Pearls, Tuamotus, Polynesia

On Location: Pearl Farming in Polynesia

Zegrahm Contributor|November 18, 2009|Blog Post

After many hours of travel and some needed rest, we awoke in our rooms at the Intercontinental Resort Tahiti to the magnificent views of Moorea Island across the water. We were finally in French Polynesia! The day was stunning and we enjoyed the soft air on our skin as we embarked on an island tour.

A memorable stop at a black pearl farm proved to be quite educational as we learned about the process of seeding, harvesting, and grading of precious black pearls. French Polynesia's cultured pearl industry, now second only to tourism as a money earner, originated in 1963 when an experimental farm was established on Hikueru atoll in the Tuamotu Islands east of Tahiti. Today hundreds of cooperative and private pearl farms operate on 26 atolls, employing thousands of people.

The term, ‘black’ pearl is a bit of a misnomer as the pearls themselves range through a variety of shades of dark blues, purples, grays, and greens. Unlike the Japanese cultured white pearl, the Polynesian black pearl is created only by the giant black-lipped oyster, Pinctada margaritifera, which thrives in warm, shallow lagoons. Beginning in the 19th century the oysters were collected by Polynesian divers who would sometimes dive up to 130 feet. The main goal then was the shell, which was typically used to create striking mother-of-pearl buttons. Of course, finding a highly-prized pearl back then was pure chance. By the middle of the 20th century over-harvesting had depleted the naturally slow-growing oyster beds; today wild oysters are collected only to supply cultured-pearl farms. The strings of oysters must be monitored constantly and lowered or raised if there are variations in water temperature.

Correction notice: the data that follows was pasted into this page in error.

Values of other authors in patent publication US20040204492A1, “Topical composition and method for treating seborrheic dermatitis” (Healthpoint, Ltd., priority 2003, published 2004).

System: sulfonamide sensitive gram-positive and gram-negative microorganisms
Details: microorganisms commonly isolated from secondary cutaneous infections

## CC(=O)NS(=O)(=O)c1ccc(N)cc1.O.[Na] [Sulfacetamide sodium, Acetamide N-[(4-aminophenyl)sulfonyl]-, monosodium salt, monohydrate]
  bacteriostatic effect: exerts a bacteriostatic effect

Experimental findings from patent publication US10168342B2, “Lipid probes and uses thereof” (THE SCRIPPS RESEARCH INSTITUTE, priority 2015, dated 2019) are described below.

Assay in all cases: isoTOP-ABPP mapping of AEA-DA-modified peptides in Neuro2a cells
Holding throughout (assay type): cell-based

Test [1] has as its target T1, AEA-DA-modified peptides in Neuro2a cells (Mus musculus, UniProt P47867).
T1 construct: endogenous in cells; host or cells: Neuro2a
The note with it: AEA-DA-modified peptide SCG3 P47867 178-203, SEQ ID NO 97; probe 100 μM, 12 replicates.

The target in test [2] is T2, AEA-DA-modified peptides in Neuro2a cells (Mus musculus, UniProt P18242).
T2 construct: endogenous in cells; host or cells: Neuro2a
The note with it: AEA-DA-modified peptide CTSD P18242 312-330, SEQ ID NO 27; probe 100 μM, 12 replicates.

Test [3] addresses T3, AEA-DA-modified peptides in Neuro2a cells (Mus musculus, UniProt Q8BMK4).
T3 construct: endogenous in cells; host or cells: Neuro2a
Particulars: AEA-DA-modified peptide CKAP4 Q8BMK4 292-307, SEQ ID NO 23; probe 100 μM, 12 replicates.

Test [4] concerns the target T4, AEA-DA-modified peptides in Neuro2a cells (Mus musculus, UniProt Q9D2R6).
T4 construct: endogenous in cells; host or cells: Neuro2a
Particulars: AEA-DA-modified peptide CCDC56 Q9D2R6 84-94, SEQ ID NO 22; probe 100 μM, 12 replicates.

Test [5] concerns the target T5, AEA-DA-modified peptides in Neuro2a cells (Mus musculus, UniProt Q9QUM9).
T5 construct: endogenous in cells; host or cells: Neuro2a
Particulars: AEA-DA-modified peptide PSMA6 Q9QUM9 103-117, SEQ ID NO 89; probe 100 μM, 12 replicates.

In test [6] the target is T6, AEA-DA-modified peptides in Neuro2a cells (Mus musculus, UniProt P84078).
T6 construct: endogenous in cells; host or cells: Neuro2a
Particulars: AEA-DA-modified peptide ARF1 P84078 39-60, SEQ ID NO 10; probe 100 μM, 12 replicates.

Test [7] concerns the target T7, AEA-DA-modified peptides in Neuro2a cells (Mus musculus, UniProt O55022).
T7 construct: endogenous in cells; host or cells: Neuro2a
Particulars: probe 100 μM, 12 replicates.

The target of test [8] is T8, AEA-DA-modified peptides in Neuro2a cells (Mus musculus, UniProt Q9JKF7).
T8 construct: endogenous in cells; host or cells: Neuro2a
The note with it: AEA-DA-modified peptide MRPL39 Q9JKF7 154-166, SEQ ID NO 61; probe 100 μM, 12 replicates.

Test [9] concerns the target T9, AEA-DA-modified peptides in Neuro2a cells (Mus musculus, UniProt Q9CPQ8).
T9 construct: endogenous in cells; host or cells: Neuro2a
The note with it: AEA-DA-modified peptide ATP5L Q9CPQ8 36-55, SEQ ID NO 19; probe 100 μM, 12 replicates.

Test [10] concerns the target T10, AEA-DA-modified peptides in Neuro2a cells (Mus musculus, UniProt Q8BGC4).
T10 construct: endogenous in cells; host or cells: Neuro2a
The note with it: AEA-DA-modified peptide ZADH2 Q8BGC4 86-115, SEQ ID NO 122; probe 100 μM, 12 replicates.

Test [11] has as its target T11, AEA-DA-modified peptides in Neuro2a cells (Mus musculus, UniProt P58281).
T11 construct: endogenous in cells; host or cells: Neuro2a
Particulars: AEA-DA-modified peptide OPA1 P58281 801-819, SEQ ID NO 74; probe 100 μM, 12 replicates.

Selecting your very own pearl certainly makes for a tough choice. The pearls are all graded according to overall quality which includes luster, size, shape, and surface perfection. A single pearl can cost from several thousand dollars to a mere $5 depending on your budget and the number of imperfections you are prepared to live with. Most of us came away from this unique experience with greater appreciation for this important industry and were happy indeed to help support the local economy!

Related Blog Posts